Rin from Osamu Sato's
His spirit roams the internet throughout niche video game forums. His day-to-day tweets call forth daily happenings. But he's all but disappeared from the gaming industry. Osamu Sato may as well be a ghost.
Born on April 14, 1960, and having graduated from the Kyoto Institute of Technology, the quiet Sato worked originally for an agency known as Moss Advertising, but created his own freelance entertainment firm known as the Osamu Sato Design Office. It was there he would tinker with multimedia projects, creating independent works and art installations that would eventually be on display in Tokyo in the early 1990s. In 1994, he doffed the "Osamu Sato Design Office" moniker and decided instead to fund a new studio known as OutSide Directors Company, which is still in business today, but operating outside of the video game industry.
Despite being a video game developer, composer, and talented artist, up until 2009, when his Twitter account was created, you would have been hard-pressed to find anything about his personal life, his current projects, or even his contact information while looking up the games that made him famous. And yet, his creations remain online, the focus of several obscure games graveyards and the inspiration for lo-fi indie game creators looking to cobble something new from the ashes of the old, or in a specific case, rebuild one of Sato’s games entirely.
As you’d expect, being the creator of some of the most bizarre and terrifying games of all time—
LSD: Dream Emulator (1998) and Eastern Mind: The Souls of Tong-Nou (1994), namely—Sato is as enigmatic as he is inaccessible. He's stuck around long enough in the industry only to plant hundreds of questions in the minds of fans hungry for more content, while answering none. He doesn’t even have his own Wikipedia page outside of a brief profile of sorts on the
After ruminating on Sato’s catalogue and shadowy existence for quite some time and completing some of the games on my own, I set out to find the man who had, for one reason or another, eked out an existence online in absolute silence.
A taste of LSD: Dream Emulator.
My first stop was The Obscuritory, where curator Phil “Shadsy” Salvador posted information about several of Sato’s games. Salvador had obtained an email address for some very annotated correspondence with Sato, though an answer for an interview request wasn’t exactly guaranteed. It was only by a stroke of luck that I managed to contact Phil and obtain the email for this very piece, only adding to the odd nature of Sato’s secrecy.
With fan rumors swirling around that he had passed away given the radio silence and the dearth of new projects on the way, it was assumed for the longest time that Sato had passed away, with only his games remaining as a "channel" to experience his unique brand of surrealism.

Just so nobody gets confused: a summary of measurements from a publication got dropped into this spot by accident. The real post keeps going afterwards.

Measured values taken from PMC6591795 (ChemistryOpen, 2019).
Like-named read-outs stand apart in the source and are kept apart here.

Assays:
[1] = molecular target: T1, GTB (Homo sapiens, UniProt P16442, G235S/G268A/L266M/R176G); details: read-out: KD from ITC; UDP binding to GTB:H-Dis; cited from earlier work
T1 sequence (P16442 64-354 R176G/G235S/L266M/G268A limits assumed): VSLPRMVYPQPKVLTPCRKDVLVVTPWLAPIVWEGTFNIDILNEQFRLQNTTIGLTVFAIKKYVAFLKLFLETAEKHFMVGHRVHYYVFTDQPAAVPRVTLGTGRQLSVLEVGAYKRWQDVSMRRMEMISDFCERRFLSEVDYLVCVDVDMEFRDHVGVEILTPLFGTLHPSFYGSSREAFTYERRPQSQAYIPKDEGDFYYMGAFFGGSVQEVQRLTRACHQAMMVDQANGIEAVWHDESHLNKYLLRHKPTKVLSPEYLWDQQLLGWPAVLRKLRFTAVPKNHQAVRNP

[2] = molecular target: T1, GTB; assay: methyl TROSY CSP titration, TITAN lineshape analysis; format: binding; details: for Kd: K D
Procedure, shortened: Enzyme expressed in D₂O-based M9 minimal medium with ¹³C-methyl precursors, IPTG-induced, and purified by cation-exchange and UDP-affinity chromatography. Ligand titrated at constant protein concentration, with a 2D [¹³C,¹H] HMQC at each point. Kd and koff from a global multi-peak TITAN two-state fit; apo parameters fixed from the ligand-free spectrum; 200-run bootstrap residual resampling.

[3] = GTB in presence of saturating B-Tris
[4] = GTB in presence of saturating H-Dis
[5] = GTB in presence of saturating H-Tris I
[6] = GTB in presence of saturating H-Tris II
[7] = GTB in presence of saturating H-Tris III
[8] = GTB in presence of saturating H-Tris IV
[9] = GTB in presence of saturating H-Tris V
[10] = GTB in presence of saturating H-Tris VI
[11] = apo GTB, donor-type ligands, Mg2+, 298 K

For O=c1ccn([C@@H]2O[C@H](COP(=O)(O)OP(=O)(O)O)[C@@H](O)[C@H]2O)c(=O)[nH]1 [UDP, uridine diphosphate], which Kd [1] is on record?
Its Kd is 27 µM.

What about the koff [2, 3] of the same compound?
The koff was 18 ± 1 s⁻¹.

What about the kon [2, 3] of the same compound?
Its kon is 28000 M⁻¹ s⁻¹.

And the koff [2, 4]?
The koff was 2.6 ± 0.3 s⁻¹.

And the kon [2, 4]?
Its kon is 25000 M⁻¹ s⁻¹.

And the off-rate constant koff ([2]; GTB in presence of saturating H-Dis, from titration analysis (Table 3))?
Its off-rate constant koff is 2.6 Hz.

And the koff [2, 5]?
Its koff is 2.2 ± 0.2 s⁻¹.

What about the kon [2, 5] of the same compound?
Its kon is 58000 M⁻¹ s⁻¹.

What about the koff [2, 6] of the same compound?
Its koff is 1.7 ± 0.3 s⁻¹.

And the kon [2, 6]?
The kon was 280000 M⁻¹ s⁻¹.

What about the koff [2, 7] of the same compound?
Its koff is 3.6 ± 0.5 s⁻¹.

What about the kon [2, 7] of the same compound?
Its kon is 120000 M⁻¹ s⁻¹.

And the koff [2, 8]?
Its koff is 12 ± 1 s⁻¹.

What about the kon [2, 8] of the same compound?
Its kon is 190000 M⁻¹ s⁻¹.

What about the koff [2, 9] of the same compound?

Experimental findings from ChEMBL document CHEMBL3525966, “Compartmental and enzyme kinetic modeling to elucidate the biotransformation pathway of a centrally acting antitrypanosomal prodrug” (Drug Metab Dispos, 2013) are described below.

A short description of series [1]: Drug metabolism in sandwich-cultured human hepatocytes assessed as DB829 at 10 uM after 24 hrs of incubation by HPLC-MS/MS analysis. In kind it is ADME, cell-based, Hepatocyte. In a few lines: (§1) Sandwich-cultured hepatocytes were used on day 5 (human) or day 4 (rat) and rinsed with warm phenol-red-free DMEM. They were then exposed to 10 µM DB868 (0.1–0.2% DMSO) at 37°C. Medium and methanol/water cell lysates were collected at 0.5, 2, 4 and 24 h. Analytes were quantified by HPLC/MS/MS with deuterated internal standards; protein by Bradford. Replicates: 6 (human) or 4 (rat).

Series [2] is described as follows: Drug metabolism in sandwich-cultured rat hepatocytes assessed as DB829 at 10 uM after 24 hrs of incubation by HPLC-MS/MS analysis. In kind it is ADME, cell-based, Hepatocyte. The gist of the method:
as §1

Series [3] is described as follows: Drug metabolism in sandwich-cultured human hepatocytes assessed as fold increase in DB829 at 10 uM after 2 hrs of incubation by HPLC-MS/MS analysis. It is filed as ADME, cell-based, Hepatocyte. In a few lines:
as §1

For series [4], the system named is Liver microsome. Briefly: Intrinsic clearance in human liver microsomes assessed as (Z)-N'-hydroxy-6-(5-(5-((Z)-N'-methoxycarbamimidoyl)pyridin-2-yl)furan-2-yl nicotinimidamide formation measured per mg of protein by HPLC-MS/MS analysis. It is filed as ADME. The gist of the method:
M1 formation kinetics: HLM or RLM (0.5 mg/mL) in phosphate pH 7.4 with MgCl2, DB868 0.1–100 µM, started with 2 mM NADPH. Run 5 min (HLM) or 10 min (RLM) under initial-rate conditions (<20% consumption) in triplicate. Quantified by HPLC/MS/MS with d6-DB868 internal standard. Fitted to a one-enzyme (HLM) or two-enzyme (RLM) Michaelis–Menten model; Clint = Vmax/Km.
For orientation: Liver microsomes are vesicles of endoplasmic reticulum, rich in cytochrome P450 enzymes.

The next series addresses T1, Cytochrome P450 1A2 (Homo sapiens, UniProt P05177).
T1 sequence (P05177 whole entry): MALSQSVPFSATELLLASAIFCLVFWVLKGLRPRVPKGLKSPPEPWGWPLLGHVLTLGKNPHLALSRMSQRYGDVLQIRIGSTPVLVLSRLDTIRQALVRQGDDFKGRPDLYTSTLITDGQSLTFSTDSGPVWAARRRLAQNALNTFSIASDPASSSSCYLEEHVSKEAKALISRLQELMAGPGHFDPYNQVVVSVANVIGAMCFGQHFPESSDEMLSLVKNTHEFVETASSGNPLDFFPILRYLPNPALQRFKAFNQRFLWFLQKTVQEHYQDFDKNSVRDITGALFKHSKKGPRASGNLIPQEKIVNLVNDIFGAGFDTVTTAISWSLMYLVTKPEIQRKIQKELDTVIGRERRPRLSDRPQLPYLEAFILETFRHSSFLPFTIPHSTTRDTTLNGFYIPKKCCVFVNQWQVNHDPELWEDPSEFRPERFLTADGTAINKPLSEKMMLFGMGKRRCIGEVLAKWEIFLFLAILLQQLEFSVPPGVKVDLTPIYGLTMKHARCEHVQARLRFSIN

But in one of the first interviews with Sato in years, he's quick to dismiss these allegations of course, finding humor in the massively morbid situation: "Actually, if I was really dead, I wouldn’t have any way of knowing about it, which makes it even more amusing to me," he told me. He went on to liken the situation to the infamous "Paul is Dead" phenomenon that kicked off after Paul McCartney was photographed walking barefoot across Abbey Road on the infamous album cover.
He's blissfully unaware of the fervor that's accompanied the games he's released in the West alone, with entire forums and websites erected in honor of titles like Chu-Teng, the long-lost sequel to the bizarre, introspective Eastern Mind: The Lost Souls of Tong-Nou. LSD: Dream Emulator was one of the first projects of Sato’s to blow up online, attracting legions of fans who read about the title on humorous top-list blogs or publications like Cracked.
As one of the many games in the industry meant to explore and pick apart the notion and act of dreaming, LSD: Dream Emulator was a PlayStation-exclusive Japanese release that never made its way to the West. Physical copies are an extreme rarity, going for ridiculously high prices if and when one does surface on marketplaces such as eBay, so the only easy way to obtain it is, ironically, through a PlayStation emulator, which is illegal.
The game itself is meant to be a playable dream of sorts, where you simply explore with no real objective or goal in mind. One moment you may be walking through a more realistic house or field area: the next, you're lost in a seemingly looping hallway emblazoned with Japanese kanji and hiragana interspersed with low-resolution images of women. In the distance, there might be a little girl leading a hula hoop with a stick. Behind you there may be a woman who loses her head. And then you wake up. You restart the entire process, and you keep dreaming. It's wholly unlike any other video game you've played before, and impossible to properly explain or dissect.
"Dreams are irrational without any rules, and you most often don’t remember when you wake up in the morning. I wanted to make a piece like that."
Fans have tried their best over the years to decode the mystery behind how LSD: Dream Emulator scrambles its visuals and randomly recycles artifacts, and what it all means. Why would Sato choose such a bizarre method of production to pursue?
“I conceived the idea when I saw the demo and specs of the PlayStation,” explained Sato. “The world that you rove through when you crash and die in a racing game…[sic] From that, I came up with the idea of wandering in a dream world. Dreams are irrational without any rules, and you most often don’t remember when you wake up in the morning. I wanted to make a piece like that.”
Modern Let’s Play video curators, who record video game footage and offer commentary to viewers, play off the game’s abundance of weirdness and over-the-top quirk, and over the years it’s become the subject of debate between gamers looking for answers from the creator himself and finding nothing, instead having to draw their own conclusions along with scouring online marketplaces for the accompanying information the game itself once shipped with.
The likes of software manuals, documentation, and even the special “dream journal” that came with the game originally were recovered thanks to the due diligence of fans who simply wanted more. When quizzed about LSD’s popularity among Western game fans and why that may have cropped up, Sato is relatively clueless. “I’d love to hear about it since I don’t know all of what [the talk] is about,” he told me.
The original LSD package. Photo: OutSide Directors Company